• Don’t use the .af TLD as it belongs to Afghanistan’s Taliban regime, and the fees you pay would be funding some pretty nasty human rights abuses.
  • Some TLDs are frustratingly similar, for example .game and .games are two separate TLDs, as are .photo and .photos. These near-identical TLDs can lead to serious confusion, especially if two different sites use the same text for the main part of the name. Imagine someone trying to remember if the site they visited is example.photo or example.photos.
  • The Colombian TLD .co is very frequently confused with .com and probably best avoided.
  • If you are aiming for an international audience, remember that TLDs won’t have the same significance everywhere. For example .football refers to Association football (soccer) in most of the world but American football in the USA.

This domain is on special offer, should I buy it?

Be careful with domains that are being sold with greatly reduced “introductory offers”, the price may increase substantially when it comes time to renew your domain.

I found a site offering free domain names! Why would I pay for them?

Free domains are usually not what they appear to be. They’re either tied to signing up for some other service such as a hosting package, or they are on shady TLDs which tend to be used by spammers. Some free domain sites will let you use a domain free of charge, but you don’t actually own it and they reserve the right to take it away from you at any time.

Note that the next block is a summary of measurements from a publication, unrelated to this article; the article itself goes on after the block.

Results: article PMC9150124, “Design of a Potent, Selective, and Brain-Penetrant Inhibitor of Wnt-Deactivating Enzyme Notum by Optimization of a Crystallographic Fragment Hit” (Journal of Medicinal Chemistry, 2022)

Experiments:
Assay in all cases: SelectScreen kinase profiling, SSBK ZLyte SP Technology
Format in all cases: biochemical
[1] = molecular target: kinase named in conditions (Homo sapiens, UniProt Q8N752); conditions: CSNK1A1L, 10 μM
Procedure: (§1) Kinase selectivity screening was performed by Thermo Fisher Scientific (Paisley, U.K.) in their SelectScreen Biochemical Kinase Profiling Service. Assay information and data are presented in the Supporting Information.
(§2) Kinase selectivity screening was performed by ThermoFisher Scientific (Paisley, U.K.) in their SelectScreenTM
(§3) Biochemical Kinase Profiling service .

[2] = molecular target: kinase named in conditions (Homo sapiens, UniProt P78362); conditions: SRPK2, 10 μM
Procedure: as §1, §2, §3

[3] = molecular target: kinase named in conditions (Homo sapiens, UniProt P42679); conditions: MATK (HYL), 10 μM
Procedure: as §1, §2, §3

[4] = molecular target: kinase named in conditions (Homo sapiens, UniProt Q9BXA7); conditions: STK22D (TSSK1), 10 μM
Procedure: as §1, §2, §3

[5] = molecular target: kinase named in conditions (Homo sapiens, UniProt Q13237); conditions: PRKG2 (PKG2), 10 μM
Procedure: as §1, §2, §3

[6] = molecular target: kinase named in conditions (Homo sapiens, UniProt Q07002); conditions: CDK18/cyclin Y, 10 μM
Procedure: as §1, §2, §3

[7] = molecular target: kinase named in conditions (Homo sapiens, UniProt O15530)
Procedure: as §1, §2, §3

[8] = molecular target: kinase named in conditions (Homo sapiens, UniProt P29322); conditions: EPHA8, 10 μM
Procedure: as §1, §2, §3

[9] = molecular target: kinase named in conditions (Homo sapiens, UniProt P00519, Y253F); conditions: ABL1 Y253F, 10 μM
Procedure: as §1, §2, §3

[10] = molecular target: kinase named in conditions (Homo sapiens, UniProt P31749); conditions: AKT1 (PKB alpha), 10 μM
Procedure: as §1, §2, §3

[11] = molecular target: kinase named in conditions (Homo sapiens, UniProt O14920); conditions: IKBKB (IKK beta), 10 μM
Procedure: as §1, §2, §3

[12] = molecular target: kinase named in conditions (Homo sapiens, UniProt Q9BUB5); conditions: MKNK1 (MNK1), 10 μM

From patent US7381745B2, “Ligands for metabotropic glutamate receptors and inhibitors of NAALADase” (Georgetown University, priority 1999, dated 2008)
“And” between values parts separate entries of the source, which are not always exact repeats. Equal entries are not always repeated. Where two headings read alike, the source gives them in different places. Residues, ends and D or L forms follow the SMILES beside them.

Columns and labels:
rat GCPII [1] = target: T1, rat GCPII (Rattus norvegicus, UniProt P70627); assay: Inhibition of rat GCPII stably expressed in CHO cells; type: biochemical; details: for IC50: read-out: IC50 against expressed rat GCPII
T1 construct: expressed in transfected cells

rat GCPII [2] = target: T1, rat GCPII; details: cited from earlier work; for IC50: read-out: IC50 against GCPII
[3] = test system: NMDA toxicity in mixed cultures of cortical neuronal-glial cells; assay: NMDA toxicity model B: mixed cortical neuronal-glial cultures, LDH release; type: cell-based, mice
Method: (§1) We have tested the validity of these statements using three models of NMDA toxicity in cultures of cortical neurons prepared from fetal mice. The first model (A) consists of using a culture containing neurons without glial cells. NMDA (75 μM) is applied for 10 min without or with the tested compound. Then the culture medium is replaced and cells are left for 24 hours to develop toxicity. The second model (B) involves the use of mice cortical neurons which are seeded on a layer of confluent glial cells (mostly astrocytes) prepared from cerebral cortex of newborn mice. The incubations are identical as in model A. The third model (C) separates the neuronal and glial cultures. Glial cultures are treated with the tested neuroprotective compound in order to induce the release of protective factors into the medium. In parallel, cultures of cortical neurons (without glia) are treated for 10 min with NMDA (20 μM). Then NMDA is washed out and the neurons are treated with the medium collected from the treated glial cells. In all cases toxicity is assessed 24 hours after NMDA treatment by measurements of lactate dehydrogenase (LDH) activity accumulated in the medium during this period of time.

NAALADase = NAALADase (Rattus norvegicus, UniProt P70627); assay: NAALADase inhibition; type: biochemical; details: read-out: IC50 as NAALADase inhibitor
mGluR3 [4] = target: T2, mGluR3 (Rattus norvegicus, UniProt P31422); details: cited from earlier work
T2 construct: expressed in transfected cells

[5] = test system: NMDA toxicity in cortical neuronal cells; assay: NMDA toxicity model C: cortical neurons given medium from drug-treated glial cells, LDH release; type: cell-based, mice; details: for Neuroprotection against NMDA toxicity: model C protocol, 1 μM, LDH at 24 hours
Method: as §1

The most sustainable and stable option is to just pay for a domain.

Why do some domain names cost really huge amounts of money?

If there’s a particularly desirable domain name, it may be that someone has already registered it and they want to sell it on. In the most extreme cases this may mean silly amounts of money.

This tended to be much more common in the days when there were only a tiny number of TLD endings like .com and .org, so memorable domains were in very short supply. Nowadays with hundreds of TLDs available and new ones appearing, there is much less pressure to buy an expensive domain because cheap memorable alternatives are usually available.

Do I need a separate domain name for every service or site I want to run?

The guide you’re reading right now is on a website on the domain growyourown.services, but I also have a Mastodon social network server on the subdomain social.growyourown.services, and they run on two totally separate hosting providers. I could add even more separate services by using other subdomains.